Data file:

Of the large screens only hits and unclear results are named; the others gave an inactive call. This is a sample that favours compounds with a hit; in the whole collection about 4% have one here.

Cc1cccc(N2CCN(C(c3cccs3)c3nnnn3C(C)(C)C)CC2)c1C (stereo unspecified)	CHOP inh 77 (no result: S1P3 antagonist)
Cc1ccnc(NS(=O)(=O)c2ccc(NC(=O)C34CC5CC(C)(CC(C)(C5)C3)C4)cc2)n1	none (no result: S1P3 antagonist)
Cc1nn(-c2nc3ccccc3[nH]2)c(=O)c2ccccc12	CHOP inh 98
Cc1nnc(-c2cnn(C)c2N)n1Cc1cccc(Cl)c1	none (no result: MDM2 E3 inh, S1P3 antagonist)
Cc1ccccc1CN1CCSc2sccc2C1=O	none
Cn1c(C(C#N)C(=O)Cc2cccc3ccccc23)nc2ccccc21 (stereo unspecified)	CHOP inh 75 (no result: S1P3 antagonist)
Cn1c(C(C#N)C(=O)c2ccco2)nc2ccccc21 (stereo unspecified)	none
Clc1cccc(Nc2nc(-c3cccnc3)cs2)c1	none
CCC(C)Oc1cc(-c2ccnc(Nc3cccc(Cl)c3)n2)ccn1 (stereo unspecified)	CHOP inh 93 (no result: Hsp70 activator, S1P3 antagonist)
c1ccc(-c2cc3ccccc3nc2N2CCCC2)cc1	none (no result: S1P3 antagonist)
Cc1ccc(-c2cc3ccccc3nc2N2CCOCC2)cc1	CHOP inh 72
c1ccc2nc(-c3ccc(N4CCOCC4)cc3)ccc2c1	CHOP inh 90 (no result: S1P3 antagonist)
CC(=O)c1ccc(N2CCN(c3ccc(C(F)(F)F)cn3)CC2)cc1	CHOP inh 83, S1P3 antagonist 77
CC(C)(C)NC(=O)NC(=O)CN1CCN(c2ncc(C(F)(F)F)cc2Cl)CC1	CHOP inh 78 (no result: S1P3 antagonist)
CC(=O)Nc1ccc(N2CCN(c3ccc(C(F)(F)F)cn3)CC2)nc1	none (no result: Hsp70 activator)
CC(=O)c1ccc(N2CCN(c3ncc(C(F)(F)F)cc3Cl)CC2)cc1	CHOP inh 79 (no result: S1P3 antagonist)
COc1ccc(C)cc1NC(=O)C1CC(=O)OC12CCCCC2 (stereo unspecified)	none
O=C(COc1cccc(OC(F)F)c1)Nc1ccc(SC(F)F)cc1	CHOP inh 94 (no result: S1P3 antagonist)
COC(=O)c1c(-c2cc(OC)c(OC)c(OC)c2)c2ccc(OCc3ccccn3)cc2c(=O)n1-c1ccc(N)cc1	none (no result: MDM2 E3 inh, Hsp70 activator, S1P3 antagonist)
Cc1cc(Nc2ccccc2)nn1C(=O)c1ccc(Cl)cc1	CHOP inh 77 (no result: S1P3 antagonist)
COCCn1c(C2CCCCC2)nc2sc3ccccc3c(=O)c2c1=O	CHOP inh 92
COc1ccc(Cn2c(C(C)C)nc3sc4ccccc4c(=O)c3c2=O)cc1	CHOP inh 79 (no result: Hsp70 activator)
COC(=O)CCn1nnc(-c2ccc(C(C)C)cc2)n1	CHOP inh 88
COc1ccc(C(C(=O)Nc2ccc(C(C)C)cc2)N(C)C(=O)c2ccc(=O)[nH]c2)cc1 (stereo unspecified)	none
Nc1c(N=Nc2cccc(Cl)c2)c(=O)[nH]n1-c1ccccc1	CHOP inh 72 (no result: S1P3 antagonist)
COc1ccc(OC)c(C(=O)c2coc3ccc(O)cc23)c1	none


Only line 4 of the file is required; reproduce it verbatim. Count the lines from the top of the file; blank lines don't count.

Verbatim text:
Cc1nn(-c2nc3ccccc3[nH]2)c(=O)c2ccccc12	CHOP inh 98